Tag Archives: Betrayal

How to Not Lose a Friend

Friends are really important.  They make you feel anchored to the world, and without them, you feel lonely, isolated, and depressed.  They care about you and do things with you.  You can talk to different friends about different things – you can blow off steam, you can get feedback, or you might receive a badly needed dose of comeuppance and become a better person.  But most importantly, it feels good knowing it matters to other people that you exist.    

But even when people have great friends, they somehow still manage to screw it all up.  Here are some steps you can take to prevent losing a friend:

The best way to ruin a wonderful friendship is to make negative assumptions.  If a friend doesn’t call you for four days, you assume they don’t like you, they forgot you, or they are being rude and insensitive.  You lament that they should know you are going through stuff.  However, instead of making negative assumptions, you could just pick up the phone and say, “Hey, are you OK?  I haven’t heard from you, so I was concerned about you.” 

That’s a friend – the other is a parasite. 

Gossiping and betraying someone’s trust is another way to ruin a friendship.  Talking to anyone about your friend’s personal issues, feelings, and thoughts is a huge betrayal.

Failing to reciprocate.  One of my main definitions of a friendship is that it’s reciprocal.  Now, that doesn’t mean you have to do the same things back and forth, that’s sort of silly (i.e. you got me a piece of bread, so I need to get you one).  Reciprocating means making an effort to do something benevolent for the other person (e.g. getting your friend bread if they’re hungry, or helping them untangle their hair if their hair is tangled).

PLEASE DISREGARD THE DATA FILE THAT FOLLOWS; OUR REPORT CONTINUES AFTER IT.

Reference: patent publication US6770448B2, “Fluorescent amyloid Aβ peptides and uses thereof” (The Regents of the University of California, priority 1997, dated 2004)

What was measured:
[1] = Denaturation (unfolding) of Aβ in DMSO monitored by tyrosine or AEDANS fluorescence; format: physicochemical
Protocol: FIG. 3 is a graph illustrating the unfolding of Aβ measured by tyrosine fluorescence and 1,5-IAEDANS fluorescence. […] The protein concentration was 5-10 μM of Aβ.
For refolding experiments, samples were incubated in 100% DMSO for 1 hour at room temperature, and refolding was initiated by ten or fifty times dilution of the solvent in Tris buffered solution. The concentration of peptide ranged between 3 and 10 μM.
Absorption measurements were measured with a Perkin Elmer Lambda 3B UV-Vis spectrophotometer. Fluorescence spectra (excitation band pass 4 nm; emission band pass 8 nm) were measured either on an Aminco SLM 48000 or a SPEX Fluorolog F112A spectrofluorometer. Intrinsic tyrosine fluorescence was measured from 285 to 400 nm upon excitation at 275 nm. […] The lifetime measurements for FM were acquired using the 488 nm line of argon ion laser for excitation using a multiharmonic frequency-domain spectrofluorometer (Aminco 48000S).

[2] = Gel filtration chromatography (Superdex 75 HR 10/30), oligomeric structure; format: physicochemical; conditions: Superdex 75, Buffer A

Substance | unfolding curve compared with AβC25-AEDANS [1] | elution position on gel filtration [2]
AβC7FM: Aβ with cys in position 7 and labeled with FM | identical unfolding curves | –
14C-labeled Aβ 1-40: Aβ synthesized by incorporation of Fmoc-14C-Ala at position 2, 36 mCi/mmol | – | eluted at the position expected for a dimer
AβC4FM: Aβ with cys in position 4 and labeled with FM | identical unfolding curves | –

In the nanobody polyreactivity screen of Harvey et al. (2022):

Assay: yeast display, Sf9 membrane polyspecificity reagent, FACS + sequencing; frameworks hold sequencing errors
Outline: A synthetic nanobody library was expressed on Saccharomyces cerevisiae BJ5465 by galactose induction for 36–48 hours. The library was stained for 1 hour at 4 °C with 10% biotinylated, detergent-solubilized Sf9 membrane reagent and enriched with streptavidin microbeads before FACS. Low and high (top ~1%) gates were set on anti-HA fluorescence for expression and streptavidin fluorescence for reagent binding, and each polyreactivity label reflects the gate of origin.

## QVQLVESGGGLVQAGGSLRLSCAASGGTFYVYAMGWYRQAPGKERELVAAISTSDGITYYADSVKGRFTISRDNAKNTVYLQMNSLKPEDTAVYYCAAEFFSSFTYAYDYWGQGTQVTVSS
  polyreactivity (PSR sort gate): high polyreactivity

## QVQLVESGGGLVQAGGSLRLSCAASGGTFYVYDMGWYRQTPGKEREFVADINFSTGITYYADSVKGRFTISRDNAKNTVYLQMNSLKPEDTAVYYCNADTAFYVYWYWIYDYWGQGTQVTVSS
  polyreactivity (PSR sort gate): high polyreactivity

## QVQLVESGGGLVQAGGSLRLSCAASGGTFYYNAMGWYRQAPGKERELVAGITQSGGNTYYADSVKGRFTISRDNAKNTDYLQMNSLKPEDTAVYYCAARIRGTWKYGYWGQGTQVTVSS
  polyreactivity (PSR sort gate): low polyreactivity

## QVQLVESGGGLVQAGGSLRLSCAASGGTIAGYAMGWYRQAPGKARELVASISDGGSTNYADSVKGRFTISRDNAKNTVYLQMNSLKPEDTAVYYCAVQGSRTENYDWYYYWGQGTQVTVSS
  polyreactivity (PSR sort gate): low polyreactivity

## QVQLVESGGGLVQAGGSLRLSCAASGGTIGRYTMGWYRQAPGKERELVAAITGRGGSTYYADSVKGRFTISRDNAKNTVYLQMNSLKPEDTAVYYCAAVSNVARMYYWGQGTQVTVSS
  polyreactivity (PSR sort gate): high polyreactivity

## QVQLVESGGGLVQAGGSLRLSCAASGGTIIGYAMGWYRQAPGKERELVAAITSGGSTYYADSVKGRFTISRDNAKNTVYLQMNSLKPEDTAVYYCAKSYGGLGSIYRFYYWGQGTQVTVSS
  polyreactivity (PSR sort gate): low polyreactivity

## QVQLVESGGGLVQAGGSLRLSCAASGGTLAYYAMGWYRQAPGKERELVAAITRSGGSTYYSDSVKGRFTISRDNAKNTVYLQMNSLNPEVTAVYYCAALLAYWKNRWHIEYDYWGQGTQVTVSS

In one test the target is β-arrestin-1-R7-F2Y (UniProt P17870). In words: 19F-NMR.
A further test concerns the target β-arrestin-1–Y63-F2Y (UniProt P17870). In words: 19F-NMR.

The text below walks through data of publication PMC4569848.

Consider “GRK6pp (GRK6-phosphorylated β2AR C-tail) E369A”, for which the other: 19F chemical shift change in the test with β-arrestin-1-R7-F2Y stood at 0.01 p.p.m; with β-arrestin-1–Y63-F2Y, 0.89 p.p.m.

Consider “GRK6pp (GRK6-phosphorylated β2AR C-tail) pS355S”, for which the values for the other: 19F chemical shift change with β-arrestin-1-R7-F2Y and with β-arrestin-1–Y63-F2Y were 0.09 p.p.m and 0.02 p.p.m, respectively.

Talking and not listening.  Somebody ruined a friendship with me by not listening and only talking.  She didn’t even listen when I tried to talk to her about not listening.  I took her hands in mine, sat really close to her so that we were almost nose to nose, and told her that I loved her and enjoyed doing things with her, but there was an issue.  I told her that I couldn’t talk to her about anything without her stopping me and talking about herself.  I talked about how it always got either intrusive or competitive (i.e. I couldn’t talk to her about a toe without her stopping me to tell me that she had 20 toes).  She said she was sorry and that things would change, but they never did.  So we took a break.  The break has lasted two years, and it has been good.  It’s not that she is a bad person, she’s just not a good friend.

You need to have an attitude in life that your problems are not more important than anyone else’s.  There are a lot of people who have a problem hither and thither, and they are just horrible to everybody.  We all are a little grumpier or more reserved when we are stressed out, but when that happens, just hold up a Post-it note that reads, “I’m stressed out beyond comprehension, don’t take anything I say seriously.”  Just communicate it any way you can, and make it fun.

Another way to ruin a friendship is failing to stay in touch.  With technology these days, there is almost no excuse for not staying in contact.  You can send a text or an email if you don’t want to lick a stamp, or you can video chat.

You also lose friends by only making use of them when you need them.  When you don’t need them, they get dismissed.  You have to do things to nurture the friendship.  Think of cute things to say to them and do with them.  Ask them how they are doing.  If they have a lot on their plate, tell them that you’re worried and ask if there is anything you can do to lighten the load.  Even if they say no, talking to you may be just what they needed. 

If you know your friend is having an exhausting time with a new baby or some other crisis, come over one night with a fully prepared dinner in Tupperware, hand it to them, and then turn around and leave.  Little things like that show you are thinking of him or her.  Don’t be stingy.  Give more than you get.

Don’t sneak around with your friend’s spouse, boyfriend, or girlfriend.  I can’t even begin to tell you how many people say that their husband or wife left them for their best friend.  Excuse me?  “Best friends” don’t become intimate with each other’s boyfriends, girlfriends, husbands, or wives.  You just don’t do that.